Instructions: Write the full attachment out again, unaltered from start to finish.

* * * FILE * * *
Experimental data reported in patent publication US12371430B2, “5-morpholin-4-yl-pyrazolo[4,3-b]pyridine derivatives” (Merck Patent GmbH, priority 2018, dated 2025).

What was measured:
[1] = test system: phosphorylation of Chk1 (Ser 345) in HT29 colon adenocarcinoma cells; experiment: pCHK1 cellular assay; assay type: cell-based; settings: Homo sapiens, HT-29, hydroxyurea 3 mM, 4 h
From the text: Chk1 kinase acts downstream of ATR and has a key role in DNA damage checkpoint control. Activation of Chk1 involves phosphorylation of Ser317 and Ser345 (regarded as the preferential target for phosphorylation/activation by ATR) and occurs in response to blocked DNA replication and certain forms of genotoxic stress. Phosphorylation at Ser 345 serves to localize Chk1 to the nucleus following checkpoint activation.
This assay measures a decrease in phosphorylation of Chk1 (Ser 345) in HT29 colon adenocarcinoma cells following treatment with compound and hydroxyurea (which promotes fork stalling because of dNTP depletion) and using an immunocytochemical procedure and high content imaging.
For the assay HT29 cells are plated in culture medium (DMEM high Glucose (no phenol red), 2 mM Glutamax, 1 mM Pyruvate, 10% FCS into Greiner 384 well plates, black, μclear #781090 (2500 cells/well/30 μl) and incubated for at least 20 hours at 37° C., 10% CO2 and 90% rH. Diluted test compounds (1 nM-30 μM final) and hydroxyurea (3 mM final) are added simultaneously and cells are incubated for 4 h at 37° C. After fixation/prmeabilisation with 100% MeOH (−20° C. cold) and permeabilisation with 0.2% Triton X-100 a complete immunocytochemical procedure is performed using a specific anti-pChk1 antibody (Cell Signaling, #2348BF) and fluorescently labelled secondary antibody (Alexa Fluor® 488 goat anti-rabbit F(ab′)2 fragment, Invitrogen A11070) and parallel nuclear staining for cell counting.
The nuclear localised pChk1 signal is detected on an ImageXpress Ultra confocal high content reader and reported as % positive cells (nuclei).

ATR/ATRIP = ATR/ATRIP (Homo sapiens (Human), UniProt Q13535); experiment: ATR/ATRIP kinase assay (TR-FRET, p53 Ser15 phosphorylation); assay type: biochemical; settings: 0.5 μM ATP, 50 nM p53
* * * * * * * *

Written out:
Experimental data reported in patent publication US12371430B2, “5-morpholin-4-yl-pyrazolo[4,3-b]pyridine derivatives” (Merck Patent GmbH, priority 2018, dated 2025).

What was measured:
[1] = test system: phosphorylation of Chk1 (Ser 345) in HT29 colon adenocarcinoma cells; experiment: pCHK1 cellular assay; assay type: cell-based; settings: Homo sapiens, HT-29, hydroxyurea 3 mM, 4 h
From the text: Chk1 kinase acts downstream of ATR and has a key role in DNA damage checkpoint control. Activation of Chk1 involves phosphorylation of Ser317 and Ser345 (regarded as the preferential target for phosphorylation/activation by ATR) and occurs in response to blocked DNA replication and certain forms of genotoxic stress. Phosphorylation at Ser 345 serves to localize Chk1 to the nucleus following checkpoint activation.
This assay measures a decrease in phosphorylation of Chk1 (Ser 345) in HT29 colon adenocarcinoma cells following treatment with compound and hydroxyurea (which promotes fork stalling because of dNTP depletion) and using an immunocytochemical procedure and high content imaging.
For the assay HT29 cells are plated in culture medium (DMEM high Glucose (no phenol red), 2 mM Glutamax, 1 mM Pyruvate, 10% FCS into Greiner 384 well plates, black, μclear #781090 (2500 cells/well/30 μl) and incubated for at least 20 hours at 37° C., 10% CO2 and 90% rH. Diluted test compounds (1 nM-30 μM final) and hydroxyurea (3 mM final) are added simultaneously and cells are incubated for 4 h at 37° C. After fixation/prmeabilisation with 100% MeOH (−20° C. cold) and permeabilisation with 0.2% Triton X-100 a complete immunocytochemical procedure is performed using a specific anti-pChk1 antibody (Cell Signaling, #2348BF) and fluorescently labelled secondary antibody (Alexa Fluor® 488 goat anti-rabbit F(ab′)2 fragment, Invitrogen A11070) and parallel nuclear staining for cell counting.
The nuclear localised pChk1 signal is detected on an ImageXpress Ultra confocal high content reader and reported as % positive cells (nuclei).

ATR/ATRIP = ATR/ATRIP (Homo sapiens (Human), UniProt Q13535); experiment: ATR/ATRIP kinase assay (TR-FRET, p53 Ser15 phosphorylation); assay type: biochemical; settings: 0.5 μM ATP, 50 nM p53